Saturday, September 09, 2023










Let’s not forget Kapu Aloha
If there is any time for Kapu Aloha, this is it. The fires that ravaged Lāhainā a month ago has brought out the best in us — many acts of kōkua, mālama and aloha kekahi i kekahi — as well as some unfortunate venting.

The world is watching us like never before. How we behave now, in this time of crisis, is going to speak volumes on whether the world’s sympathy and outpouring of concern for the people of Hawaiʻi is warranted.

We just celebrated the 185th birthday of our Queen Liliʻuokalani. If there was anyone who would have been justified to lash out in anger, vengeance and bitterness against those who deposed her, stole her kingdom and subjugated her people, it was her. But she maintained her composure anchored in her faith in Ke Akua Mana Loa and Kapu Aloha.

And just a few years ago, we witnessed and participated in one of the greatest outpouring of Kapu Aloha — Kū Kiaʻi Mauna. It was a situation that could have easily turned ugly, but because of the steadfast guidance of our Kūpuna who spoke, sang, chanted, prayed and counseled our people to embrace and trust in Kapu Aloha, Kū Kiaʻi Mauna became a modern-day example that Kapu Aloha works amazingly.

Let us not forget these lessons and the many more in our history and allow it to guide and inspire us in the challenging times ahead.

One of the insidious legacies of colonialism is the tendency to think like an American — in legal terms, laws, rights, contracts — rather than in human terms of caring, respect, aloha.  The American way is adversarial, trying to defeat your opponent rather than working things out through friendship and good will.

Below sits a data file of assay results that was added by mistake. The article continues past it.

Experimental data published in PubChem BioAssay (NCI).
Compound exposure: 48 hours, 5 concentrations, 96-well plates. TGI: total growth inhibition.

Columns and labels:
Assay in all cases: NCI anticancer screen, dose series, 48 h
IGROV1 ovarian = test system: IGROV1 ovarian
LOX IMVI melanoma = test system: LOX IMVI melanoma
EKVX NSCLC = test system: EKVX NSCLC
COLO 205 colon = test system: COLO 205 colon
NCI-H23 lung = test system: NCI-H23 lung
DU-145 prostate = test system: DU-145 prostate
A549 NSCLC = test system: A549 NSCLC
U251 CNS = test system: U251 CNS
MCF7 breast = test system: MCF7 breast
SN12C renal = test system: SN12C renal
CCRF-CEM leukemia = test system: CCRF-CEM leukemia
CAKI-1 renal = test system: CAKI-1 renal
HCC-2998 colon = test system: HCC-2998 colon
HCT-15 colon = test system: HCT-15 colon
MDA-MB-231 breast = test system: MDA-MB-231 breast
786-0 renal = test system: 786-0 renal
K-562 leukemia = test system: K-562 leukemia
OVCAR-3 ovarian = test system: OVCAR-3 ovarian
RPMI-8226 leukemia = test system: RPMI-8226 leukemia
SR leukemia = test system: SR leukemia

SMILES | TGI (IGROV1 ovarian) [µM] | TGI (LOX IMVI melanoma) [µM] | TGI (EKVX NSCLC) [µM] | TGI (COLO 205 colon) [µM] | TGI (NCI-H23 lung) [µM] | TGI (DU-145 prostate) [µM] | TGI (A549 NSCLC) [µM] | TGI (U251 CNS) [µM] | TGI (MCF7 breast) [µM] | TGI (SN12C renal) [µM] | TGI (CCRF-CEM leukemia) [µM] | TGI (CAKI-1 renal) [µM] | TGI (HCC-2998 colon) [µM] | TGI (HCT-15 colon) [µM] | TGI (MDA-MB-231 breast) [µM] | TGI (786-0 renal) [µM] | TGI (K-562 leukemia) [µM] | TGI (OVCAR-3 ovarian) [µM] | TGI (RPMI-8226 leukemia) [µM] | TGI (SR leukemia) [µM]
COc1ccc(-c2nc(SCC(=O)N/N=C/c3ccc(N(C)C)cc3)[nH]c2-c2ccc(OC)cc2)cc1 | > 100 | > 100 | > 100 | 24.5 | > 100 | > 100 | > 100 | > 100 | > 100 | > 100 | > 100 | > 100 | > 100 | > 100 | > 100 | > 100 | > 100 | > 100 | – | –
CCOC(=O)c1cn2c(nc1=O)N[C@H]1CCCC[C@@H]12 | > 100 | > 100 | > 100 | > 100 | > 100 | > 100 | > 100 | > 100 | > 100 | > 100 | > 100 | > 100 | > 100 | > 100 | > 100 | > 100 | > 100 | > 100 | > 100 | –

About a year ago, I was having a conversation with the Ambassador from Kiribati (our nearest neighbor to the West). He said “I don’t use the term, ‘win-win’. Instead, I use the term, ‘happy-happy’.” This means relationships should not be based on winning over or defeating someone, it should be to make both parties happy. Hence, ‘happy, happy.’ This is quite profound! This is the Pacific way.

This is what we have lost because we have been trained to think in terms of adversarial positions, where you battle things out, rather than of friendly positions, where you work things out. The whole idea of hoʻoponopono is that you work things out, you make things right (pono) between the two of you. You’re ‘happy-happy,’ both sides happy with the result.

The American colonial system is based on winning and losing, buying and selling, owning and owing, using and being used. People’s lives only matter when it serves the American system. Why not, instead of adversarial, adopting a system based on kindness and respect and helping one another? This is the way we should behave as Hawaiians, as People of the Pacific and as Human Beings.

In our efforts to restore our beloved Lāhainā as well as our beloved nation, we should not do so at the expense of our honor and our aloha.

“Love of country is deep-seated in the breast of every Hawaiian, whatever his station.” — Queen Liliʻuokalani
Ua mau ke ea o ka ʻāina i ka pono. The sovereignty of the land is perpetuated in righteousness.

For the latest news and developments about our progress at the United Nations in both New York and Geneva, tune in to Free Hawaii News at 
6 PM the first Friday of each month on ʻŌlelo Television, Channel 53. 

"And remember, for the latest updates and information about the Hawaiian Kingdom check out the twice-a-month Ke Aupuni Updates published online on Facebook and other social media."

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Malama Pono,

Leon Siu

Hawaiian National